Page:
But a small-town premise in the post-Stree (and post-Hindi Medium) era comes with certain caveats. The desire to be quirky forces the film to overreach for cultural humour. For instance, Mimi’s nine-month hideout at her Muslim best friend’s place is too on the nose. The idea – of having Hindu characters appropriate another religion for the sake of comedy – is hardly original. It’s also lazy writing. Out comes the burkha, the broken Urdu, the suspicious maulvi, the namaaz jokes. Then there’s the film’s crippling dependence on Pankaj Tripathi, an actor who can make the air look funny if he wishes. Tripathi plays the driver who fixes the deal between Mimi and the couple. His character is compelling, because he is nothing like the stereotypical hustler one might expect. The actor’s inherent integrity extends to the driver’s personality as well. But of course, the Hindi film feels the need to spell the “driver metaphor” out in a scene where Mimi pointedly asks him why he didn’t abandon her. You soon sense that the makers are worried about shooting any scene without Tripathi. (Who can blame them?). A silly track – of Tripathi pretending to be the father of the baby and living as a ‘ghar-jamai’ in Mimi’s shocked household – is a consequence of the film force-fitting his presence into her journey. It does culminate in a classic confrontation sequence – the kind Priyadarshan used to excel at – when his real family crashes the party, but the double-ruse is a bit too far fetched. 

There’s also the matter of the setting. Given that the plot features a white couple, Rajasthan makes sense on paper. But the texture and the treatment reflect an outsider’s view of this world. Ironically, it’s like the entire film – and not just the protagonist’s decision – is designed to appease the Asian-exoticism gaze of the Western tourists. The makers are clearly out of their comfort zone, instead choosing to Bollywoodize a rural Maharashtrian tale: The accents are inconsistent, Mimi’s parents look like they’re dressed to host a desert sunset safari, and even the lanes are jarringly colourful. Thankfully, Pankaj Tripathi’s character is from Delhi. 

The makers are clearly out of their comfort zone, instead choosing to Bollywoodize a rural Maharashtrian tale

Apart from being horribly overwrought, the final thirty minutes also reveal the film’s fragile sense of craft. It’s obvious that the film – once Mimi settles into the role of young motherhood – can only head in one direction. Once this portion begins, the melodrama regresses into a zone where only the reaction shots of Mimi’s parents (Manoj Pahwa incidentally played Supriya Pathak’s oldest son in Ramprasad Ki Tehrvi) and her best friend (the talented Sai Tamhankar is wasted) account for half the screen-time. The high-pitched palette is not unusual, but it feels sterile and predictable after the writers are done with the comical beats. Here’s where the music comes into play. Mimi is not the kind of film one might associate with an A.R. Rahman soundtrack. Which is why it makes for a curious watching experience. There is a strange sense of dissonance between the storytelling and the sound – as though both composer and movie are trying to meet midway.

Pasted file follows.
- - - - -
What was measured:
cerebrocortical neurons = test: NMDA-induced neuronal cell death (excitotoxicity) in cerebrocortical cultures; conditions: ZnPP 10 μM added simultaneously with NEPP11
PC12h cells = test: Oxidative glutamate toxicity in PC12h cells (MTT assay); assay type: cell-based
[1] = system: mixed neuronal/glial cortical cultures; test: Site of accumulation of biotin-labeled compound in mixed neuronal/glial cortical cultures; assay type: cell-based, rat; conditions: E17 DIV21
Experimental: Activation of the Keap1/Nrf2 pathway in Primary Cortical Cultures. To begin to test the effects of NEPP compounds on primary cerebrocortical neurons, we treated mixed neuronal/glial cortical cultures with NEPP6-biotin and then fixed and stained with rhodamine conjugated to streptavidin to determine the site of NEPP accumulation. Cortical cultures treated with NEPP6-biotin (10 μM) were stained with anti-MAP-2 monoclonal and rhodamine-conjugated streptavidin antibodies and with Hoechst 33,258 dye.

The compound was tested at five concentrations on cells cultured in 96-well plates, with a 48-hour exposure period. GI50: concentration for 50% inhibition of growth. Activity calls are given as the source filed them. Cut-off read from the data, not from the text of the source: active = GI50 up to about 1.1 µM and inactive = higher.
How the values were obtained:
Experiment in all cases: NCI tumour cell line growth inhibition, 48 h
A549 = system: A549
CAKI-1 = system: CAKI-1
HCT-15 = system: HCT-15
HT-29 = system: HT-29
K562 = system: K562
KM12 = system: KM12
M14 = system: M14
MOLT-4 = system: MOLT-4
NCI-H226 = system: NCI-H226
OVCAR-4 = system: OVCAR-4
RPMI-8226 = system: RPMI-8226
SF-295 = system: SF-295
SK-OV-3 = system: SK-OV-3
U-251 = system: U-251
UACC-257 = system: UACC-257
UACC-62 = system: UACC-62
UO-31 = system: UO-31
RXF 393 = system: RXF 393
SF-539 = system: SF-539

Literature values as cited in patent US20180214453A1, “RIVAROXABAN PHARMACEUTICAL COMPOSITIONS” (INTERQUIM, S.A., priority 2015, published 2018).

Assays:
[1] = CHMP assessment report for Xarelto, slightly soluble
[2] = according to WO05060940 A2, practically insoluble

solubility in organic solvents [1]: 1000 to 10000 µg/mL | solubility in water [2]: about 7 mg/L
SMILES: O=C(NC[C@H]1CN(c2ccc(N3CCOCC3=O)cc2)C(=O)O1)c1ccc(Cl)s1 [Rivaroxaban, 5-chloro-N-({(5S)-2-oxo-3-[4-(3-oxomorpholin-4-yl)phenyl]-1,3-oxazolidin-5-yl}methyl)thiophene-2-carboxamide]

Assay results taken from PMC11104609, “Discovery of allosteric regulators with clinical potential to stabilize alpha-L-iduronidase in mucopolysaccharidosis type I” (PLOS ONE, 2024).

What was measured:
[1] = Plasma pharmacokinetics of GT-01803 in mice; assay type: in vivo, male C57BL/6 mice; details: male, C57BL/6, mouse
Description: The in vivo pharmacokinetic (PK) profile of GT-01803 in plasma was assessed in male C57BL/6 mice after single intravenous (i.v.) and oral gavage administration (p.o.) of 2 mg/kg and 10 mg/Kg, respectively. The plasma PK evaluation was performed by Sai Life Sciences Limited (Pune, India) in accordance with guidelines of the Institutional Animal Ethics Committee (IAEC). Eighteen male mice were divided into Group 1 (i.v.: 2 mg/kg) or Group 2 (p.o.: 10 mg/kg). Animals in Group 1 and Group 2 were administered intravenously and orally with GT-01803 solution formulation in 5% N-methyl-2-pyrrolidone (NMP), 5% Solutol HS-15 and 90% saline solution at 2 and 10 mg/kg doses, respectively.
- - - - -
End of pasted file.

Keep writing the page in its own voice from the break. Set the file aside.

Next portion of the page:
On one hand, the story uses Rahman’s background score and songs as an artistic crutch. Most of the dramatic portions pass by in a musical blur. On the other hand, some of the music makes the film look far more contemplative than it actually is. For instance, the track Rihaaye De – which has strands of Rang De Basanti’s Tu Bin Bulaaye – scores the entirety of pregnant Mimi’s sadness at home. It looks cinematic, but it’s also a shortcut: the writing itself is too superficial to deal with the consequences of time. The tension of the parents, the hostility of the neighbourhood, the betrayal and rage – it’s all magically resolved by the time the song ends. It’s not even like a sports training montage, where the mundanity of working out is best presented as a visual feeling. Lightweight movies like Mimi speak about life while simultaneously shying away from it. The presence of artists like Tripathi and Rahman may lift a moment or three. But it also suggests that they’re merely narrative surrogates for a film struggling to conceive a life of its own.